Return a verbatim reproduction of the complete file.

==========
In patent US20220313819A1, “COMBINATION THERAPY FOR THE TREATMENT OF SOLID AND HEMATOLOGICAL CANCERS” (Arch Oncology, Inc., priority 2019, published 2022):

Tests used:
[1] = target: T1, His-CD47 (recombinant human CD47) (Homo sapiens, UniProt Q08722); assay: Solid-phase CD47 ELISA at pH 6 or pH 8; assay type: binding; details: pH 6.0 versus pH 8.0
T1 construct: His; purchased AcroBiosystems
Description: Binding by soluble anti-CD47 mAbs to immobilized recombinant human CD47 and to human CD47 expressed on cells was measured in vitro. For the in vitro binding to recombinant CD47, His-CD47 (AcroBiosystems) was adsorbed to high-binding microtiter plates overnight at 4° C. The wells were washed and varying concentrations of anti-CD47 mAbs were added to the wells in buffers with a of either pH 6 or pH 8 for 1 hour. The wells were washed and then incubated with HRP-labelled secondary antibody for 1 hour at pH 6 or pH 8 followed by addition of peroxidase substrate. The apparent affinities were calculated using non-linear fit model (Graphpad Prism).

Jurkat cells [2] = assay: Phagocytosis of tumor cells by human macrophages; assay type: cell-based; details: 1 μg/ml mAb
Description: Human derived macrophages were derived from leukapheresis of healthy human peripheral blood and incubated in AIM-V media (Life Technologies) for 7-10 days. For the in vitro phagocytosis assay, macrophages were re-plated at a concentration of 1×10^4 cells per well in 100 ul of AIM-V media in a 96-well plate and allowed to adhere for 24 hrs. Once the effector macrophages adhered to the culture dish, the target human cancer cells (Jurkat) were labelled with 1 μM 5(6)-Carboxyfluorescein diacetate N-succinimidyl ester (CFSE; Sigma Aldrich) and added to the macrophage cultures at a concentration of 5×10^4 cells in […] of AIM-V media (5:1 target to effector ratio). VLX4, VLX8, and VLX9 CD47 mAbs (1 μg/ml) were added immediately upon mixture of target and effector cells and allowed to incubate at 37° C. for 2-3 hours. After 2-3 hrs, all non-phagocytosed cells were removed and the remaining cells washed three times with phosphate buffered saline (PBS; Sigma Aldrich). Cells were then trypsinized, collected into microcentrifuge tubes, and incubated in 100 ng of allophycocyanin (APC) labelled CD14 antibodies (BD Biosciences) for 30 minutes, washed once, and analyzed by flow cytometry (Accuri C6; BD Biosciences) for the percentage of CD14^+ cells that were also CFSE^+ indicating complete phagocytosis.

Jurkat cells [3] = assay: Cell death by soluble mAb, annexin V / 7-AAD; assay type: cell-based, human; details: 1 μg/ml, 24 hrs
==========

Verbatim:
In patent US20220313819A1, “COMBINATION THERAPY FOR THE TREATMENT OF SOLID AND HEMATOLOGICAL CANCERS” (Arch Oncology, Inc., priority 2019, published 2022):

Tests used:
[1] = target: T1, His-CD47 (recombinant human CD47) (Homo sapiens, UniProt Q08722); assay: Solid-phase CD47 ELISA at pH 6 or pH 8; assay type: binding; details: pH 6.0 versus pH 8.0
T1 construct: His; purchased AcroBiosystems
Description: Binding by soluble anti-CD47 mAbs to immobilized recombinant human CD47 and to human CD47 expressed on cells was measured in vitro. For the in vitro binding to recombinant CD47, His-CD47 (AcroBiosystems) was adsorbed to high-binding microtiter plates overnight at 4° C. The wells were washed and varying concentrations of anti-CD47 mAbs were added to the wells in buffers with a of either pH 6 or pH 8 for 1 hour. The wells were washed and then incubated with HRP-labelled secondary antibody for 1 hour at pH 6 or pH 8 followed by addition of peroxidase substrate. The apparent affinities were calculated using non-linear fit model (Graphpad Prism).

Jurkat cells [2] = assay: Phagocytosis of tumor cells by human macrophages; assay type: cell-based; details: 1 μg/ml mAb
Description: Human derived macrophages were derived from leukapheresis of healthy human peripheral blood and incubated in AIM-V media (Life Technologies) for 7-10 days. For the in vitro phagocytosis assay, macrophages were re-plated at a concentration of 1×10^4 cells per well in 100 ul of AIM-V media in a 96-well plate and allowed to adhere for 24 hrs. Once the effector macrophages adhered to the culture dish, the target human cancer cells (Jurkat) were labelled with 1 μM 5(6)-Carboxyfluorescein diacetate N-succinimidyl ester (CFSE; Sigma Aldrich) and added to the macrophage cultures at a concentration of 5×10^4 cells in […] of AIM-V media (5:1 target to effector ratio). VLX4, VLX8, and VLX9 CD47 mAbs (1 μg/ml) were added immediately upon mixture of target and effector cells and allowed to incubate at 37° C. for 2-3 hours. After 2-3 hrs, all non-phagocytosed cells were removed and the remaining cells washed three times with phosphate buffered saline (PBS; Sigma Aldrich). Cells were then trypsinized, collected into microcentrifuge tubes, and incubated in 100 ng of allophycocyanin (APC) labelled CD14 antibodies (BD Biosciences) for 30 minutes, washed once, and analyzed by flow cytometry (Accuri C6; BD Biosciences) for the percentage of CD14^+ cells that were also CFSE^+ indicating complete phagocytosis.

Jurkat cells [3] = assay: Cell death by soluble mAb, annexin V / 7-AAD; assay type: cell-based, human; details: 1 μg/ml, 24 hrs